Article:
Secretary of Homeland Security John Kelly receives an operational briefing by Border Patrol Chief Manuel Padilla Jr., Commander of the Joint Task Force – West at the Weslaco Border Patrol Station in Weslaco, Texas, Feb. 1, 2017. (Official DHS photo by Jetta Disco)

OIG: DHS Cannot Determine the Total Cost, Effectiveness, and Value of Its Joint Task Forces

The Department of Homeland Security has not effectively managed and coordinated its Joint Task Forces (JTF) to accomplish the JTFs’ intended mission, the DHS Office of Inspector General found.

Specifically, OIG found DHS did not:

  • maintain oversight authority over the JTFs, as secretaries and senior leadership changed;
  • implement and update policies and procedures;
  • identify optimal JTF staffing levels and resources; and
  • establish a process to capture associated costs with the JTFs.

DHS also did not fully comply with Public Law 114- 328 requirements to: submit an annual cost and impact report to Congress; establish outcome-based performance metrics to evaluate the effectiveness of each JTF and annually report the results to Congress; and establish and maintain a joint duty training program.

OIG said this occurred because DHS did not designate a department-level office to manage and oversee the JTFs and help fulfill the public law requirements. Therefore, the JTFs did not receive the necessary leadership and guidance to accomplish their intended mission. Without department-level JTF management and oversight, DHS is unable to determine the total cost, effectiveness, and value of JTFs and cannot ensure resources allocated to JTFs are used effectively and efficiently.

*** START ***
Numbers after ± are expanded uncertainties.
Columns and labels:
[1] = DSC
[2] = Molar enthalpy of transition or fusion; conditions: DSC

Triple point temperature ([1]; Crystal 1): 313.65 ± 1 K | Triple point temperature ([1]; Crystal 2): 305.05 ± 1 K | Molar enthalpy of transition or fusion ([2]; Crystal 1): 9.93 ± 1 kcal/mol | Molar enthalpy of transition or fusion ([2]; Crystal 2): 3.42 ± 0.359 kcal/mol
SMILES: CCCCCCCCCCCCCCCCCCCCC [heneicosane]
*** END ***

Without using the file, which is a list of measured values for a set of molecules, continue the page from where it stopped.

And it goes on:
The audit is a legislative mandate established by Public Law 114-328, which authorized DHS to establish and operate JTFs that conduct joint operations using department resources to secure the nation’s land and maritime borders. Our objective was to determine whether DHS has effectively managed and coordinated its JTF resources to accomplish the JTFs’ intended mission.

On April 22, 2014, then-Secretary Jeh C. Johnson, announced the Unity of Effort initiative to improve cohesiveness in the Department of Homeland Security and empower its components to execute operations effectively. In 2015, the Department developed the Plan for Securing the U.S. Southern Border and Approaches Campaign (SBAC) to unify border security efforts department-wide. To support the Unity of Effort and SBAC, DHS established three joint task forces (JTF) — JTF-East, JTF-West, and JTF-Investigations — to enforce immigration laws, prevent illegal entries, interrupt transnational criminal organizations, and minimize the terrorism threat to our nation.

The SBAC plan outlines a framework for JTFs to conduct joint operations and investigations and coordinate Secretary-approved operational priorities within designated joint operating areas (JOA), supported by the components to achieve SBAC objectives. JTF-East and JTF-West are regionally based and responsible for coverage of the southern land and maritime borders. JTF-Investigations is a functionally based task force that provides investigatory support to JTF-East and JTF-West.

OIG made seven recommendations to improve DHS’ management and oversight of its JTFs and ensure compliance with legislative requirements. DHS provided a management response, but declined to comment, since Acting Secretary Chad Wolf is currently reviewing the status and future of the JTFs.

Read the OIG report

(Visited 309 times, 1 visits today)

The Government Technology & Services Coalition's Homeland Security Today (HSToday) is the premier news and information resource for the homeland security community, dedicated to elevating the discussions and insights that can support a safe and secure nation. A non-profit magazine and media platform, HSToday provides readers with the whole story, placing facts and comments in context to inform debate and drive realistic solutions to some of the nation’s most vexing security challenges.

Leave a Reply

Latest from Border Security

Go to Top
X
X